Importance of water
Trees will also compete for water when planted tightly together. Especially in arid conditions, trees need to be spaced far enough apart for there to be enough soil moisture to support each tree’s growth. When trees are spaced in proximity, there may not be enough moisture to spread to all the trees.
Infestations and disease
When trees are planted too close together, the lack of air circulation can cause mold and mildew to form on trees. If the branches and leaves are close enough to touch neighbouring trees, the mold and mildew can spread between trees.
Weakened trees are also more susceptible to infestations of tree mites, aphids, and other pests. As with disease, if trees are touching, pests will be able to spread between them more easily.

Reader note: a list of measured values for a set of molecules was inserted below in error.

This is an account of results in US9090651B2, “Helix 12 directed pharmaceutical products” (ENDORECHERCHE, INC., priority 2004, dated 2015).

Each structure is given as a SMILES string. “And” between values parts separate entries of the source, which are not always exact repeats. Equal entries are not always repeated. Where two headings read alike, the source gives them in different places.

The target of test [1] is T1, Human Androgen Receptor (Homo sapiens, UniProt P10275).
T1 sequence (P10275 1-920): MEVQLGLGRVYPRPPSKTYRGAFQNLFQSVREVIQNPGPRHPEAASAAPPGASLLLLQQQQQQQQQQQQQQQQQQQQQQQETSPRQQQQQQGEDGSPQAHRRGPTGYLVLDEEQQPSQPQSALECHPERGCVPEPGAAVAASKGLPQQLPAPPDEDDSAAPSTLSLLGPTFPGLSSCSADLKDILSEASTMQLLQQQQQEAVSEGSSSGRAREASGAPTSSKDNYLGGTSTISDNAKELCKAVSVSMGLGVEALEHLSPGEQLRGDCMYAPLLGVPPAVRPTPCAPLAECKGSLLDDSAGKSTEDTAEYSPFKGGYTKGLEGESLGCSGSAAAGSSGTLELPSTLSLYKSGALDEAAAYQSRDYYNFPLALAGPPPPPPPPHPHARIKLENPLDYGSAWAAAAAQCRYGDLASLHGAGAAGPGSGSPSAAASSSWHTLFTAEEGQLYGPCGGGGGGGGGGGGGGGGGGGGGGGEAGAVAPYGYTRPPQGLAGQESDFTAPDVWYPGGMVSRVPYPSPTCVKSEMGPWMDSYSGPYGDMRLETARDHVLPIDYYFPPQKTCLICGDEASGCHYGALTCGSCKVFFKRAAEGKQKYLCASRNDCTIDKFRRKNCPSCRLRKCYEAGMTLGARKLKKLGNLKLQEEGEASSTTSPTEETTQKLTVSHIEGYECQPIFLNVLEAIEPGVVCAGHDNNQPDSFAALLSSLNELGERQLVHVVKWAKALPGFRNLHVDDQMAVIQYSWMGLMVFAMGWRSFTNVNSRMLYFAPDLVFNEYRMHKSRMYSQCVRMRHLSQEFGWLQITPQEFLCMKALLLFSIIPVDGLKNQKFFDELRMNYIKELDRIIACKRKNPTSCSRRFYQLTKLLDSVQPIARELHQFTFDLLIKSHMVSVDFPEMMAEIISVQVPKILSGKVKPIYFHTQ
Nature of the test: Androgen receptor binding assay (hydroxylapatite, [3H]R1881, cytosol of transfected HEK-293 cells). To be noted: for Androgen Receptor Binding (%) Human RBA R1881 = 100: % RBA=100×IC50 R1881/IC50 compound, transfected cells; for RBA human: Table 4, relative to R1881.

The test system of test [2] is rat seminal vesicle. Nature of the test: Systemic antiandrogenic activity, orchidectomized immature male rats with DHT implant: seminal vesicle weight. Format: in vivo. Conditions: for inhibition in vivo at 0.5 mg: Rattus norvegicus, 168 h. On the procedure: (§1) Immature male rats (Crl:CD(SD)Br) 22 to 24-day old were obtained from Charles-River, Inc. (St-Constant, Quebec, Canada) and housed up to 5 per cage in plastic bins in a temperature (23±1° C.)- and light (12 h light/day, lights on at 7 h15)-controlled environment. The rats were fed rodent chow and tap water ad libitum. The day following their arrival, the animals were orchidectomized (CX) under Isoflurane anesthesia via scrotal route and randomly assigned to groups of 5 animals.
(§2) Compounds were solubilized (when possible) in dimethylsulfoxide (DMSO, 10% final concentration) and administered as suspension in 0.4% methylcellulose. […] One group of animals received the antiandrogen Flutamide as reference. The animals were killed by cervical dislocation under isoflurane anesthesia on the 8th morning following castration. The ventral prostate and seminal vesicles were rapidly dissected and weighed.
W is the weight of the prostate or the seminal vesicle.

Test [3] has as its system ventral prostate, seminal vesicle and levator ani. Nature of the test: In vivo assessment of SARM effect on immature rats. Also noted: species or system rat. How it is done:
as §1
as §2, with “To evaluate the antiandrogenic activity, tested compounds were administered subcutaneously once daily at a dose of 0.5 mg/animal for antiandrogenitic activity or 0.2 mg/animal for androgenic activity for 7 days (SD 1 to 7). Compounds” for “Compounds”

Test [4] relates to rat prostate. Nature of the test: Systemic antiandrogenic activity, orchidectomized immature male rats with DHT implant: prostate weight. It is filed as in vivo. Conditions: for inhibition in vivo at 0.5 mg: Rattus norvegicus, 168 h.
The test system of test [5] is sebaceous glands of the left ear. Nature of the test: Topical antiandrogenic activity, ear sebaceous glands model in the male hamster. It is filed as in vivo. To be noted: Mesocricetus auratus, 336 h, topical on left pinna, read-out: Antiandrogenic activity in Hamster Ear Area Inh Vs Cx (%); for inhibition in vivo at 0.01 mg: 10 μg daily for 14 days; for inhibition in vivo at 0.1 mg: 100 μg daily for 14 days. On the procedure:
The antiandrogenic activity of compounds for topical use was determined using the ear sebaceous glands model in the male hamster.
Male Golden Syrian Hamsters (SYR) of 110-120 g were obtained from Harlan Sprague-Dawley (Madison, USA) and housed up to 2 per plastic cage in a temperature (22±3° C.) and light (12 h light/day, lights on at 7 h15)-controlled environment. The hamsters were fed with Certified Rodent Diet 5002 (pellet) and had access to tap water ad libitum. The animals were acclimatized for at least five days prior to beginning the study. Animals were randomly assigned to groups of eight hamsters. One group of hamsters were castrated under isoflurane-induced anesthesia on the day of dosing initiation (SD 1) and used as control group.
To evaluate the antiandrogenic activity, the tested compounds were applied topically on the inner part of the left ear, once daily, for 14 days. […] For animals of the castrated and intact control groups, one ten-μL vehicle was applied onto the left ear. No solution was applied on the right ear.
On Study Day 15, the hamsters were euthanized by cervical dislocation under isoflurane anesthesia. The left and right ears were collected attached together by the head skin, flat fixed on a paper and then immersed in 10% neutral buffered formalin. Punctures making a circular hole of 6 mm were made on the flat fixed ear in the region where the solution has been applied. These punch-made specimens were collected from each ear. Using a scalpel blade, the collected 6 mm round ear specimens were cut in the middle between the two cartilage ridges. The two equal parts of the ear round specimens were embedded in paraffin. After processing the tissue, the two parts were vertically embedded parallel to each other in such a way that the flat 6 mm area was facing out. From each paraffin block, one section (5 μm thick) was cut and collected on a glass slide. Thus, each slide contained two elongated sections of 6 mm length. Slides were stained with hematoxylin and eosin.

Importance of creating a sunny garden
Part of the joy of having a yard is the ability to sit outside and enjoy the space, soaking up some sun rays and enjoying the breeze. When trees are planted so close together that the entire yard is in constant shade, this can make your yard a dark, mildew-ridden, dreary place to spend time.
Mold can grow more quickly on patio furniture and pathways without sunlight and air circulation, making the patio upkeep more labor-intensive. Plants and grass will struggle to survive without access to the sun. By spacing out your trees and allowing the sunlight to penetrate the canopy above, your yard will be a more welcoming place to enjoy spending time.
So how much space should be left between trees? Well, the answer depends on the type of trees being planted. Smaller trees, such as dogwoods or sumac trees, require less space than larger varieties, such as redwoods and walnut trees. Here are some examples:
|Fully grown tree size||Example species||Distance from other trees|
|Small – 6′ – 20′||Plum, Japanese Maple, Dogwood, Cherries, Peaches, Hawthorn, Rowans, Crab Apple||5′ – 12′|
|Medium – 20′ – 40′||Eastern Redbud, Saucer Magnolia, Golden Chain, Mimosa, Dwarf Alberta Spruce, Japanese Stewartia||12′ – 30′|